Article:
50 Years Later, Leading with Justice

This week we rise up.  

This week marks the fiftieth anniversary of the Teach-In on the Environment, held in Ann Arbor, Michigan, the first and largest of hundreds of Earth Day events held across the United States that year, in what, at the time, constituted the largest mass mobilization of people in U.S. history.  After the Ann Arbor Teach-In, organizers founded the Ecology Center, to keep the spirit of the moment alive.

On this 50th anniversary of the Ecology Center and Earth Day, we are looking to the future.  We face the most profound threat that humanity has ever faced. We know that the only viable response is a mass uprising of people demanding climate and environmental justice. We believe that only a movement focused on equity and justice will have the scale and perspective to create lasting change.

Rise Up for the Environment Week of Action: March 9 - March 14 

Fifty years ago, we faced multiple crises that threatened human health, ecosystems, and all species. The threats were global, and by that time, visible to everyone. The public awakening to the threat was unprecedented in history, and the mass mobilization to address it larger than any before. As a result, sweeping laws were passed that addressed a part of the crisis, and the entire economy shifted in response to the demands of the movement.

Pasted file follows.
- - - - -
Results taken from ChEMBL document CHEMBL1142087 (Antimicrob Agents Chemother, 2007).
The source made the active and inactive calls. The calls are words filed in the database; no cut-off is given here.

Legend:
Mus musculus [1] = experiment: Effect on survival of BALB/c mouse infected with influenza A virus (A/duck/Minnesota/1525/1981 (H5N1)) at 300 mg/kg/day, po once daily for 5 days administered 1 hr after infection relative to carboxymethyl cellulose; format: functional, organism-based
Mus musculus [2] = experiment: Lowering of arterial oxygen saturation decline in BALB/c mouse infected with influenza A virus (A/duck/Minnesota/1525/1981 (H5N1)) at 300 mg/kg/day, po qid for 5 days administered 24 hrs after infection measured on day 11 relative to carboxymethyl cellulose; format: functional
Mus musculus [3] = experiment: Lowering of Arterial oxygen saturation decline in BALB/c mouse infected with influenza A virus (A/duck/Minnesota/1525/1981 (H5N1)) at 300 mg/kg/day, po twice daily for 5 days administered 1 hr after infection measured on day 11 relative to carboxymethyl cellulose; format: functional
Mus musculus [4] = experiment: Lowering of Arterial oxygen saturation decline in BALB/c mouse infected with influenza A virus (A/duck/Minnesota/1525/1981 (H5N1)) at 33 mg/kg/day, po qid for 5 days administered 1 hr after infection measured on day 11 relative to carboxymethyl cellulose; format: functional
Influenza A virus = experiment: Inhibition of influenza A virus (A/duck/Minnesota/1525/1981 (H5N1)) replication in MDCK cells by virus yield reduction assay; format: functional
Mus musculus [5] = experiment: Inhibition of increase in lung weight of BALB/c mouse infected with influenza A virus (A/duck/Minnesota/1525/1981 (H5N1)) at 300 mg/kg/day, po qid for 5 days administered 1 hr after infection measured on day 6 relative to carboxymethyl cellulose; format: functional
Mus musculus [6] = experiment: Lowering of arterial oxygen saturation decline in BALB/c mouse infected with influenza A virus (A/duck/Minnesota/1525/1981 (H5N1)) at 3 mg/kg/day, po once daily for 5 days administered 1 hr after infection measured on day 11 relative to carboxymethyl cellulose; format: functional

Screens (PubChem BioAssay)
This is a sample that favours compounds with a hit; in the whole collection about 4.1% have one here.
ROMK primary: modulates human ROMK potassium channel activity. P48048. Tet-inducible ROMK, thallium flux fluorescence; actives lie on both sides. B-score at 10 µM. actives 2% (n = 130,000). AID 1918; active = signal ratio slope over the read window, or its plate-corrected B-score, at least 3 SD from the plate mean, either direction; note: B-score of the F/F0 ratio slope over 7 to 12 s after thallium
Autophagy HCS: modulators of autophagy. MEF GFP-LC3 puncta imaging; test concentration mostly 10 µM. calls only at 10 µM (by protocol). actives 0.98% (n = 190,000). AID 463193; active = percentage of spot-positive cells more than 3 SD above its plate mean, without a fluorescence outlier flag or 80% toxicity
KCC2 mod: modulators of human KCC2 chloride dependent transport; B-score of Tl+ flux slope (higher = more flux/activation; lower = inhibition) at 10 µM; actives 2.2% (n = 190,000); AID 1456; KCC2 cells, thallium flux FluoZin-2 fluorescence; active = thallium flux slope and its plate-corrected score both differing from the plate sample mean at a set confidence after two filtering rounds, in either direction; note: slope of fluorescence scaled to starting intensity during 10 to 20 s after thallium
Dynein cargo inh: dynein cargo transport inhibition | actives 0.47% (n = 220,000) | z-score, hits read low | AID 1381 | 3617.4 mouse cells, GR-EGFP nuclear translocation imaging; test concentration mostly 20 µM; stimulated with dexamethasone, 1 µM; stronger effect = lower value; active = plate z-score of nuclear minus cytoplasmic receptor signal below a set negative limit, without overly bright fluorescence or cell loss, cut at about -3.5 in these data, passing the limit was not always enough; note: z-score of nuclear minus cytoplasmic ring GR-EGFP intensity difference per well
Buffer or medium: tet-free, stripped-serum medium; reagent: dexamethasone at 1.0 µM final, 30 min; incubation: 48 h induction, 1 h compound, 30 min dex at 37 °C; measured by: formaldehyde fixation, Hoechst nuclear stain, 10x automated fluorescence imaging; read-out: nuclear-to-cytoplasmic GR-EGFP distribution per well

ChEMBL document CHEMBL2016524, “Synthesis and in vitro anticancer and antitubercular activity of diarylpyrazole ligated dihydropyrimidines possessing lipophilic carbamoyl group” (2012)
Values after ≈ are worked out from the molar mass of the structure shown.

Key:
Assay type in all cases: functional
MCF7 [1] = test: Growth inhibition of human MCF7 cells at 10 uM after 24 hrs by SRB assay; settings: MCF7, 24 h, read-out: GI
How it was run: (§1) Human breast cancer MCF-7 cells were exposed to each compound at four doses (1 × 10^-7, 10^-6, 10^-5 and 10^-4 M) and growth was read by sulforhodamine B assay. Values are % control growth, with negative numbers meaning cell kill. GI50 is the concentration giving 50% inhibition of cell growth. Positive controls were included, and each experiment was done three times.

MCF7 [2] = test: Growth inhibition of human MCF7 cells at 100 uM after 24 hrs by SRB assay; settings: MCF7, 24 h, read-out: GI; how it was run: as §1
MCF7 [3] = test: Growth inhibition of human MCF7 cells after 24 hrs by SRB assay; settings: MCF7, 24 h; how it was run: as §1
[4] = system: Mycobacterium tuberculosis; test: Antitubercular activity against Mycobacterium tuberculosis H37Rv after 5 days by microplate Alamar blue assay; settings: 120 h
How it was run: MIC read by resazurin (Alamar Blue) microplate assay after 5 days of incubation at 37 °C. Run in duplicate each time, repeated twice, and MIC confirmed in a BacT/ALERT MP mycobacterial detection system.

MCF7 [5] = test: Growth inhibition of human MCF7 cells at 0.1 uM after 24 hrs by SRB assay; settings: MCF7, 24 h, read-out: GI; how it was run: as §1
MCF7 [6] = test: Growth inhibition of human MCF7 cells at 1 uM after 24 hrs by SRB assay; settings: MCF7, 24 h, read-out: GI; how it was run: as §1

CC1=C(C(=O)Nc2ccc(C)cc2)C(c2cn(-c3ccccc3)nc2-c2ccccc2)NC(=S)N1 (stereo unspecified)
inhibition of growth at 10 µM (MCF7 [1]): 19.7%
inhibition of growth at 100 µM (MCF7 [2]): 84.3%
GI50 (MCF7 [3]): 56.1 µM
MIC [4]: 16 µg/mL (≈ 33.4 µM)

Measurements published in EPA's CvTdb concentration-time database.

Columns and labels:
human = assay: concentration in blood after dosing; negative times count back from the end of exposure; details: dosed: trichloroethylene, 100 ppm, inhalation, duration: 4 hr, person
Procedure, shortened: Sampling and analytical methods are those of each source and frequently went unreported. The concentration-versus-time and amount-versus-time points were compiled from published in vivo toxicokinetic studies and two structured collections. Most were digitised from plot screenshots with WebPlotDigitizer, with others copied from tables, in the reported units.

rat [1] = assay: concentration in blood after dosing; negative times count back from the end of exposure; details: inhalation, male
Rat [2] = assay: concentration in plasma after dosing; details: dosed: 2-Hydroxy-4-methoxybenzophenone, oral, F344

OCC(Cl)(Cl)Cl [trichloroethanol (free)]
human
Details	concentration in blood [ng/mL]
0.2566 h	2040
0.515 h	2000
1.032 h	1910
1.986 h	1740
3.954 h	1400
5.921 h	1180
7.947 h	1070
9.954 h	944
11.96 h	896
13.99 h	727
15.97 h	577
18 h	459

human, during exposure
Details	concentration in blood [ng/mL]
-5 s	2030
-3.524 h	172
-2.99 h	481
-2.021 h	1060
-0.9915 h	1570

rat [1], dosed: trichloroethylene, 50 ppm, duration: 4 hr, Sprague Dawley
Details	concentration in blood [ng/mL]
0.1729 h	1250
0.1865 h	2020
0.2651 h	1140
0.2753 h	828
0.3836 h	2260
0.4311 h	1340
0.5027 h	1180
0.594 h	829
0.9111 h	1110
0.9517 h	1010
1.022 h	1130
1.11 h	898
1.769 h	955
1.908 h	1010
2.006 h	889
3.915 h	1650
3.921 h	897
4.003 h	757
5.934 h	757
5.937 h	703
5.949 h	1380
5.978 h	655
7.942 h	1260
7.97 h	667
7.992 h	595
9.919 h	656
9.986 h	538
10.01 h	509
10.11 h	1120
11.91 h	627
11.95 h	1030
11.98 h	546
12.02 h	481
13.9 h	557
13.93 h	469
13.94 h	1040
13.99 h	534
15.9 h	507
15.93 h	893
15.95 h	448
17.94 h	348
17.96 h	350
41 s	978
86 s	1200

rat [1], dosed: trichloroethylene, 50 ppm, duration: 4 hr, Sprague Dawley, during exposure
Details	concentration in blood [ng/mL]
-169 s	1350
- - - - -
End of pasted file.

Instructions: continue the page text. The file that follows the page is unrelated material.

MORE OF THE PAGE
Still, efforts lacked the leadership and perspective of marginalized and indigenous communities, and therefore the solutions lacked the scale and ambition necessary to be transformative. Equity was largely ignored, and the full vision was never achieved. 

Today we find ourselves in a situation with remarkable parallels to 1970. The climate challenge is unprecedented in all of human history. Increasingly, that challenge is visible, leading to a public awakening around the globe. There is no precedent for the scale of the changes needed. At the same time, we face multiple intersecting political, economic and social crises. 

These include challenges to democratic institutions, disruption of ecosystems, inadequate access to healthy food and safe water, and world-wide social inequity. The threats to all living systems are a result of the climate crisis, but not solely due to climate change.  They also spring from the unsustainable way we grow food, build and move products, and power the world. All these sources must be addressed together.

We largely know what to do to address these threats. We know that we can design human-centered systems that are just and equitable, and protect the health of all species. We know how to make cities more livable, agriculture more sustainable, products without toxicants, energy systems that don’t threaten civilization. And where we don’t have the solutions, we know where innovation will be necessary to do what we can’t yet do. 

What we lack is a mass movement large and diverse enough to demand the changes necessary and to hold leaders and institutions accountable.  This is the Ecology Center’s work for the next decade, along with our many allies across the United States, and throughout the world.  We call on all of you to join us, and rise up, this week and every week forward. 

Please see the events we’ve helped organize as part of Rise Up for the Environment Week of Action: March 9 - March 14